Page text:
Current CGM Price Differential Was Implemented With Near-Surgical Precision

Today, I could alternatively just opt to buy a Freestyle Libre 3 sensor from Costco Pharmacy for a cash price of $61.78/sensor, which equates to cash cost of $4.41/day.

Curiously, the cash cost differential of Libre 3 just so happened to be 32% MORE costly for me personally, making it marginally more costly for me to switch to Libre 3 and pay out-of-pocket rather than by using my insurance to buy Dexcom G6, but not by much.

Its rather curious how that worked out in my case.

By that, I mean that Caremark made the price just cheap enough for me to stick with Dexcom and use my insurance to buy it, as opposed to me paying cash for the less costly Libre. I can only surmise that HAD to cost Caremark a fair amount out of its ordinary rebate spread, but not quite enough to persuade me to just bypass insurance. That cost differential was implemented with near-surgical precision; but it assuredly was no accident. Remember: Caremark would make zero rebate spread if I bypassed my high-deductible insurance plan to buy CGM sensors, so it walks a fine line.

Similarly, United Healthcare Group's Optum PBM business also excludes non-Dexcom CGM's from its formulary by Optum "preferring" Dexcom CGM's since it will not cover rival CGM systems.

No Express Scripts Formulary Exclusion on CGM Sensors ... For Now

Curiously, only Cigna's Evernorth business unit, which consists primarily of the PBM known as Express Scripts (a.k.a. "ESI", which stood for Express Scripts, Inc. when it was still an independent company), DOES NOT currently appear to "prefer" a particular CGM system. I certainly wouldn't put it past Express Scripts to try and pressure Dexcom to pay it legally-exempted rebate kickbacks to keep Abbott Freestyle Libre 3 off-formulary at some point in the future, but it's lawyers are likely watching the FTC PBM study and policy statements very carefully before it pushes Dexcom on that. Part of the reason is because ESI has been a PBM a LOT longer than the others, and the FTC likely has a lot more data on what ESI has done (the FTC effectively subpoenas info, and ESI needs to be worried about the data it sent to FTC).

Undoubtedly, that's a concern as to why ESI hasn't yet pushed for formulary exclusion kickbacks. We should see the FTC study conclude sometime in in Summer 2023, and depending on its findings, it could then be referred to the U.S. Department of Justice's Antitrust Division for litigation. Watch this space!

Dexcom's Super Bowl Ad Boondoggle

The Dexcom Super Bowl 57 ad "It Feels Like Magic" featuring a grown-up Nick Jonas can be seen below, or by visiting


Now, while Dexcom's estimated $5.5 million to $7 million Super Bowl 57 ad featuring former boy band member Nick Jonas may CLAIM that the product is for ANY type of diabetes (he says so in the ad), but the reality is that Dexcom and its CGM rivals at Abbott, Medtronic, and Senseonics/Ascensia have not really done the work necessary to secure widespread coverage of their CGM's for non-insulin requiring patients with Type 2 diabetes.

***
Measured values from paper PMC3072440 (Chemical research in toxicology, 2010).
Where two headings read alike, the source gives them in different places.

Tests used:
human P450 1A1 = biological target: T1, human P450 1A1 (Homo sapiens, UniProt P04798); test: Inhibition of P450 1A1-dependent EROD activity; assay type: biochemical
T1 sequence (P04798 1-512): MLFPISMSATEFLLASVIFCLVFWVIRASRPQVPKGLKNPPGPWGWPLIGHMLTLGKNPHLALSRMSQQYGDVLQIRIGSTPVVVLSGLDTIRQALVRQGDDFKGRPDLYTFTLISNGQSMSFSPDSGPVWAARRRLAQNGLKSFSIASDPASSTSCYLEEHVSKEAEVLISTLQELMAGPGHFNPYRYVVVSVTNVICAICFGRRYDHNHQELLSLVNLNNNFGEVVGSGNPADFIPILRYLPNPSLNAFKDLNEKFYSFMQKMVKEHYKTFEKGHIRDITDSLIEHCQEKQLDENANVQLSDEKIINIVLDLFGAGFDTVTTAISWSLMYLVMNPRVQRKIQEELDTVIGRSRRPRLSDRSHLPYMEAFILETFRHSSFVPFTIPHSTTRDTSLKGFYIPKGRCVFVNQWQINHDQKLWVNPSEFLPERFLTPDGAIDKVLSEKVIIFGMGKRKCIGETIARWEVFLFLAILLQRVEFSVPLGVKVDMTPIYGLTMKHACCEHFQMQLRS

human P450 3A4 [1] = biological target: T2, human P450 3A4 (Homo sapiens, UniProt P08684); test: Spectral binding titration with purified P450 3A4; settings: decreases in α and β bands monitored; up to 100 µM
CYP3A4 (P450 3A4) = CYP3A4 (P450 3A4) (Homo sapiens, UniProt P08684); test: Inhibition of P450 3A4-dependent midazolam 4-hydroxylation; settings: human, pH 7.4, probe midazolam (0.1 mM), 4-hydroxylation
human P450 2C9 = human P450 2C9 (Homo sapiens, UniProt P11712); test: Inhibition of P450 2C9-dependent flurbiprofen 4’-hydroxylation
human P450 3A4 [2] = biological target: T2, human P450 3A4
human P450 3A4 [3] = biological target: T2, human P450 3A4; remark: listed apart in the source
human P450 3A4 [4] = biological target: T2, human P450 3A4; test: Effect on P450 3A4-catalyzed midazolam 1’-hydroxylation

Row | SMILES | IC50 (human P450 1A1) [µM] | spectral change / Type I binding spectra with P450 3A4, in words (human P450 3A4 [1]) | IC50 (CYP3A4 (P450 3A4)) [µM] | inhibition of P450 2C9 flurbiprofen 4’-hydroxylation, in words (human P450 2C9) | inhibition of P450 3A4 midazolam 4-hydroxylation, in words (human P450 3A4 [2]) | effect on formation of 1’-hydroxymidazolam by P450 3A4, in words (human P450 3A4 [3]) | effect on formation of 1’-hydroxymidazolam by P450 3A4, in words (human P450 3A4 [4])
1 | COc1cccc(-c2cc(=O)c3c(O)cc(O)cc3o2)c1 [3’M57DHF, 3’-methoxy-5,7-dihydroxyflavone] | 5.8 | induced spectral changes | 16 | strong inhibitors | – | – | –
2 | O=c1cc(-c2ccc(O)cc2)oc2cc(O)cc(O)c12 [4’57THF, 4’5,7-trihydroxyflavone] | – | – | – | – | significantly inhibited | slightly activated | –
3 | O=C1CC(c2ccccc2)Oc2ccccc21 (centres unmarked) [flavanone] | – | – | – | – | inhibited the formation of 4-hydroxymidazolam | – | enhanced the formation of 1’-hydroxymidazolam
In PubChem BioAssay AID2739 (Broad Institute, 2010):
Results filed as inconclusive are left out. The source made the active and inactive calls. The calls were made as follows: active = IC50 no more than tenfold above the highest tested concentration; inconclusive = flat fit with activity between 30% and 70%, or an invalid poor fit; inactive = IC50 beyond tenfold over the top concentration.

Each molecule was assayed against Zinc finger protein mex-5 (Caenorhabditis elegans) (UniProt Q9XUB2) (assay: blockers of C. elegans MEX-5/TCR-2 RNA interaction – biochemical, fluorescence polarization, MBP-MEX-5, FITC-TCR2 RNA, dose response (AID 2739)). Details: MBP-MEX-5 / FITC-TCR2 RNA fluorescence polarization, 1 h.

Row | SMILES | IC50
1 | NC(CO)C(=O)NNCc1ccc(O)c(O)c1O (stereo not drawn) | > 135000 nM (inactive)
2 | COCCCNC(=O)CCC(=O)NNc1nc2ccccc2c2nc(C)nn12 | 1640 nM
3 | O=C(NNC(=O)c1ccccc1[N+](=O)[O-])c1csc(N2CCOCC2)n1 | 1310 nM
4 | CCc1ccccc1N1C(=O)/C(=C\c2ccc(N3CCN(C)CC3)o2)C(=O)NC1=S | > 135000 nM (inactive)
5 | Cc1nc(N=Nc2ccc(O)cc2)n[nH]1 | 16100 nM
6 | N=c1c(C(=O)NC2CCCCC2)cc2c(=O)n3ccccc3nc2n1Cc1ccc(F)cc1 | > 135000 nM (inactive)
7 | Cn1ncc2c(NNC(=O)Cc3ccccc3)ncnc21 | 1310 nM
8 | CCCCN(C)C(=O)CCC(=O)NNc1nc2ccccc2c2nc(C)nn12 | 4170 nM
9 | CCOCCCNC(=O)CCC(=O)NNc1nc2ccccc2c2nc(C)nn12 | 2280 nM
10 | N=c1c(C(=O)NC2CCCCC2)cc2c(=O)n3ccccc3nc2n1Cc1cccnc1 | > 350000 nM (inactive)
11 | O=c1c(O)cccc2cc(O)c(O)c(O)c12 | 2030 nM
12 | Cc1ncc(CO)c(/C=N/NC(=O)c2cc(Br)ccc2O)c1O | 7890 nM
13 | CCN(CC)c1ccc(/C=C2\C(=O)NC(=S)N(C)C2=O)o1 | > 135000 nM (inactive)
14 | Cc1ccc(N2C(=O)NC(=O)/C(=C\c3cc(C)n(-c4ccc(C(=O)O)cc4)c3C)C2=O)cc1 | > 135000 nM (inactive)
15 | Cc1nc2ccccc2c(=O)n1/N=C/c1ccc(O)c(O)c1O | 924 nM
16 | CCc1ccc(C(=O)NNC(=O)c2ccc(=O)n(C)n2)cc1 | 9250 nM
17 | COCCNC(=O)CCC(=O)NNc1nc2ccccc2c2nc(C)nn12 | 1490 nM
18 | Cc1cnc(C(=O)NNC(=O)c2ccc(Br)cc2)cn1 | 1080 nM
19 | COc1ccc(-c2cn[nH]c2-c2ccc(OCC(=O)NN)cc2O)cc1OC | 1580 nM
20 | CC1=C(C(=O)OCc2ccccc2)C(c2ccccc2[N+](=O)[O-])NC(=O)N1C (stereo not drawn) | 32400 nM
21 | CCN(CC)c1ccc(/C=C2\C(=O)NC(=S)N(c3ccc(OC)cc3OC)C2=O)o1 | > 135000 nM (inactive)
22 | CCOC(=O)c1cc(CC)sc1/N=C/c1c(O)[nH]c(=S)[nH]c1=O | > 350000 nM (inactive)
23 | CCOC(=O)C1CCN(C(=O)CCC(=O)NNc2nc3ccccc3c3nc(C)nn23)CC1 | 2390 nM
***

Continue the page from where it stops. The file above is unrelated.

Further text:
For example, United Healthcare's Optum says a patient has to be using insulin or it won't pay for CGM's on commercial healthplans (it might if its a Medicare plan and the government is paying for it). Some commercial insurance plans will cover them (at least for certain plans; in general, insurance tends to deny coverage for patients with T2D who are not using insulin under the notion that those patients can live just fine without expensive CGM's).

In other words, Dexcom simply did not really finish its homework before spending that $5.5 million to $7 million on expensive Super Bowl ads with a message saying G7 is "for anyone with diabetes". I suspect the company is kind of aware of that, which explains why its currently doing a coupon deal with GoodRx to overcome that issue (more on that in a minute).

As I said, its rivals are in a similar predicament, but spending cash to generate demand among a patient population which may or may not be able to get insurance coverage of the device seems like pissing a lot of cash away in my view. For example, Abbott is mass TV advertising Libre (mostly ads for Libre 2 so far), but those ads tend to be cheaper than $5.5 million to $7 million for a single Super Bowl ad (depending on their ad-buyer). However, Abbott is still introducing itself to the market, Dexcom is not doing the same thing.

Rival Abbott, however, is currently targeting an older, more overweight demographic if FiercePharma's article is correct (see for the article) which I would presume means that it sees opportunity in the largely untapped Type 2 market for CGM's. But demographic ad targeting aside, its still unclear whether either company's ads are expenses that are delivering for the companies.

Abbott spends a lot of money on ongoing TV ads running all the time in order to build awareness in a market Dexcom dominates right now (even if the messages presume that diabetes patients are newly-diagnosed patients who could easily get the exact same info. from far  less frequent fingerstick test after meals). That's why insurance coverage of CGM's for non-insulin users remains pretty weak. Compare that regular expenditure to Dexcom's occasional big splurge on Super Bowl ads which are forgotten about pretty quickly. Is either more effective? Advertising execs might claim yes (although big advertisers like P&G, Unilever Coca Cola and Pepsi would say that ad repetition is really key, not singular advertising at big events), hence others remain skeptical.